Why Chocolate is Good for Tallulah and My Heart

Tallulah Pacehead

Eating chocolate has been tied to a reduced risk of heart disease. Now scientists have uncovered how strong this link is.

“Using data from a large Danish health study, researchers have found an association between chocolate consumption and a lowered risk for atrial fibrillation, the irregular heartbeat that can lead to stroke, heart failure and other serious problems. The study is in Heart.”

“Scientists tracked diet and health in 55,502 men and women ages 50 to 64. They used a well-validated 192-item food-frequency questionnaire to determine chocolate consumption. During an average 14 years of follow-up, there were 3,346 diagnosed cases of atrial fibrillation.”

“After controlling for total calorie intake, smoking, alcohol consumption, body mass index and other factors, they found that compared with people who ate no chocolate, those who had one to three one-ounce servings a month had a 10 percent reduced relative risk for atrial fibrillation, those who ate one serving a week had a 17 percent reduced risk, and those who ate two to six a week had a 20 percent reduced risk.”

“Dark chocolate with higher cocoa content is better, according to the lead author, Elizabeth Mostofsky, an instructor at Harvard, because it is the cocoa, not the milk and sugar, that provides the benefit.”

“You can’t have as much chocolate as you want,” she said, “and then ignore everything we know about healthy diet and physical activity.”

Ms. Mostofsky is a bit of a spoil sport.  But I’m going for a 20% reduced risk so Tallulah Pacehead can chill.

Check these out too!  Just click:

Woofer’s Chocolate Raspberry Bark Bark

Freddie’s Food Friday

A Chocolate a Day Melts the Fat Away

Chocolate Rides Again

(jw)

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The Everyday Habits that Reveal our Personality

The results are surprising. Example: If you’re a prolific curser, you can now defend your habit as a sign of your open-mindedness . . .

1. Greater conscientiousness was distinguished by:

  • avoidance of various activities, including such innocuous pastimes as reading  (speculated that it may be seen by the highly conscientious as a leisure-time luxury),
  • swearing 
  • chewing on a pencil.

Agreeably Ironing Things Out by Peggy

2. People scoring high on agreeability said they spent more time:

  • ironing,
  • playing with children 
  • washing the dishes – presumably because their strong motivation to keep other people happy means they’d rather do the chores than have domestic acrimony.
  • more likely to sing in the shower or the car.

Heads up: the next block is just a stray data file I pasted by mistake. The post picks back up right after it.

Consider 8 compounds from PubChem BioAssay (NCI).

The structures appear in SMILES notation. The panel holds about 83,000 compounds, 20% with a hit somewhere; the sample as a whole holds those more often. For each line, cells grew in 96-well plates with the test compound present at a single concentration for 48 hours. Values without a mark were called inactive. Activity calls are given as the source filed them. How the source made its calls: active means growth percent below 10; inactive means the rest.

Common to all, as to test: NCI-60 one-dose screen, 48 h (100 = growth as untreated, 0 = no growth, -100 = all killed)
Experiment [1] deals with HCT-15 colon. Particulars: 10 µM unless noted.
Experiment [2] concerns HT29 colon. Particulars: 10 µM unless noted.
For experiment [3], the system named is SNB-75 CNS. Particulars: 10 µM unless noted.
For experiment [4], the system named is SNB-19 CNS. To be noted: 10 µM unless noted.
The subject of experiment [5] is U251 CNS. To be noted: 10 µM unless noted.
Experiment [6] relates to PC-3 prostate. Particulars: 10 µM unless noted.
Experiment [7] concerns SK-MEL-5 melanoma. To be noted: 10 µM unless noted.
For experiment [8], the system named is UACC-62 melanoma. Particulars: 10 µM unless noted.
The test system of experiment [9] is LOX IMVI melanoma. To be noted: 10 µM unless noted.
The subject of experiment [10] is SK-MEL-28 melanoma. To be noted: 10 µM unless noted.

3. Strongly open-minded people were more likely to read poetry, eat spicy breakfasts, and lounge around in the nude!

4. Neurotic people engaged more often in:

  • activities associated with helping reduce mental distress, such as taking more tranquilisers and anti-depressants. But they also admitted to more
  • anti-social behaviours, such as losing their temper more often,
  • or making fun of others – perhaps because they struggle to keep their own emotions in check.

    5. Extraverts are more likely to ink themselves with tattoos

    • wallow more in hot tubs
    • spent more time planning parties
    • drinking in bars
    • discussing ways to make money
    • talking on the phone while driving

    6. Open-mindedness went together with some obvious behaviors like:

    Open-minded by Peggy

  • reading poetry
  • going to the opera
  • smoking marijuana
  • producing art
  • swearing around others,
  • eating spicy food at breakfast
  • lounging around the house with no clothes on. (To be precise, the highest scorers said they were about twice as likely to have sat around in the nude for more than 15 times in the past year, compared to the lowest scorers.)
  • less likely to follow a sports team.

     Previous studies had shown that the highly conscientious are more likely to wear a watch, comb their hair and polish their shoes!

The serious side to this field of research is learning more about the harmful and unhealthy everyday behaviours linked to the different personality traits which then could contribute to better, more targeted health campaigns and interventions. 

*”The researchers, Benjamin Chapman at the University of Rochester and Lewis Goldberg at the Oregon Research Institute, profiled nearly 800 people in Oregon, USA, most of whom were white, and their average age was 51. The personality test asked participants to rate how accurately 100 different trait adjectives described their personalities, including words such as bashful, kind, neat, relaxed, moody, bright and artistic. The researchers then compared these personality test scores with the same participants’ answers, recorded four years later, to how often they had performed 400 different activities over the last year, from reading a book to singing in the shower.”

Here’s the entire article: Everyday Habits that Reveal our Personalities 

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